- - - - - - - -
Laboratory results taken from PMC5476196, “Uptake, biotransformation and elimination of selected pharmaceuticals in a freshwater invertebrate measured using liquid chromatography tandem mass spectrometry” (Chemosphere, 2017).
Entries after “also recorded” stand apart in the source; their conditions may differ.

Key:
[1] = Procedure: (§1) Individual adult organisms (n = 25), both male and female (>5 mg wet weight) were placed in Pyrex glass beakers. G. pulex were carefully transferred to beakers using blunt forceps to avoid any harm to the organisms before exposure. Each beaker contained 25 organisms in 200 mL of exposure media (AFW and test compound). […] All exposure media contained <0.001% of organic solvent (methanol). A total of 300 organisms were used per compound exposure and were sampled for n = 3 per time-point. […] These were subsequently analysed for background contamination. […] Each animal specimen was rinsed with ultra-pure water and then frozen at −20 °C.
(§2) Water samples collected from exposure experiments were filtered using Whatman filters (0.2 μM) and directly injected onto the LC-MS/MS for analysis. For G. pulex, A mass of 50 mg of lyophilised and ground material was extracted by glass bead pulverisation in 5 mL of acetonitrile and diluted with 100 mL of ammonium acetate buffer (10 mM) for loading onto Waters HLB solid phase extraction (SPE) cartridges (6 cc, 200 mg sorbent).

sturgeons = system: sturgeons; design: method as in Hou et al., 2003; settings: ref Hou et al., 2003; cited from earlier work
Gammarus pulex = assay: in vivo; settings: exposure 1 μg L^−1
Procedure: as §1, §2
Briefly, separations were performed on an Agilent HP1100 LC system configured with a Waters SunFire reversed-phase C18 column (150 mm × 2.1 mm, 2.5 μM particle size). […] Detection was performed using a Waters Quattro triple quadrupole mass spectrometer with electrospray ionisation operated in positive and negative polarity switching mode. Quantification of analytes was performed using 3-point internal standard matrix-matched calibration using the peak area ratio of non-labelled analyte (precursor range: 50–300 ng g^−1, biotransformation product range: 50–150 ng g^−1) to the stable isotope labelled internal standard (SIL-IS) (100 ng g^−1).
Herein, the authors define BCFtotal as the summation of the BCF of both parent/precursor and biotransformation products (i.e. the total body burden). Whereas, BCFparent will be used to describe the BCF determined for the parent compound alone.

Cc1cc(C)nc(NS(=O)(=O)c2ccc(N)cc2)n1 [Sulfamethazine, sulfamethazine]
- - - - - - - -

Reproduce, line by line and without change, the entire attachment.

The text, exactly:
Laboratory results taken from PMC5476196, “Uptake, biotransformation and elimination of selected pharmaceuticals in a freshwater invertebrate measured using liquid chromatography tandem mass spectrometry” (Chemosphere, 2017).
Entries after “also recorded” stand apart in the source; their conditions may differ.

Key:
[1] = Procedure: (§1) Individual adult organisms (n = 25), both male and female (>5 mg wet weight) were placed in Pyrex glass beakers. G. pulex were carefully transferred to beakers using blunt forceps to avoid any harm to the organisms before exposure. Each beaker contained 25 organisms in 200 mL of exposure media (AFW and test compound). […] All exposure media contained <0.001% of organic solvent (methanol). A total of 300 organisms were used per compound exposure and were sampled for n = 3 per time-point. […] These were subsequently analysed for background contamination. […] Each animal specimen was rinsed with ultra-pure water and then frozen at −20 °C.
(§2) Water samples collected from exposure experiments were filtered using Whatman filters (0.2 μM) and directly injected onto the LC-MS/MS for analysis. For G. pulex, A mass of 50 mg of lyophilised and ground material was extracted by glass bead pulverisation in 5 mL of acetonitrile and diluted with 100 mL of ammonium acetate buffer (10 mM) for loading onto Waters HLB solid phase extraction (SPE) cartridges (6 cc, 200 mg sorbent).

sturgeons = system: sturgeons; design: method as in Hou et al., 2003; settings: ref Hou et al., 2003; cited from earlier work
Gammarus pulex = assay: in vivo; settings: exposure 1 μg L^−1
Procedure: as §1, §2
Briefly, separations were performed on an Agilent HP1100 LC system configured with a Waters SunFire reversed-phase C18 column (150 mm × 2.1 mm, 2.5 μM particle size). […] Detection was performed using a Waters Quattro triple quadrupole mass spectrometer with electrospray ionisation operated in positive and negative polarity switching mode. Quantification of analytes was performed using 3-point internal standard matrix-matched calibration using the peak area ratio of non-labelled analyte (precursor range: 50–300 ng g^−1, biotransformation product range: 50–150 ng g^−1) to the stable isotope labelled internal standard (SIL-IS) (100 ng g^−1).
Herein, the authors define BCFtotal as the summation of the BCF of both parent/precursor and biotransformation products (i.e. the total body burden). Whereas, BCFparent will be used to describe the BCF determined for the parent compound alone.

Cc1cc(C)nc(NS(=O)(=O)c2ccc(N)cc2)n1 [Sulfamethazine, sulfamethazine]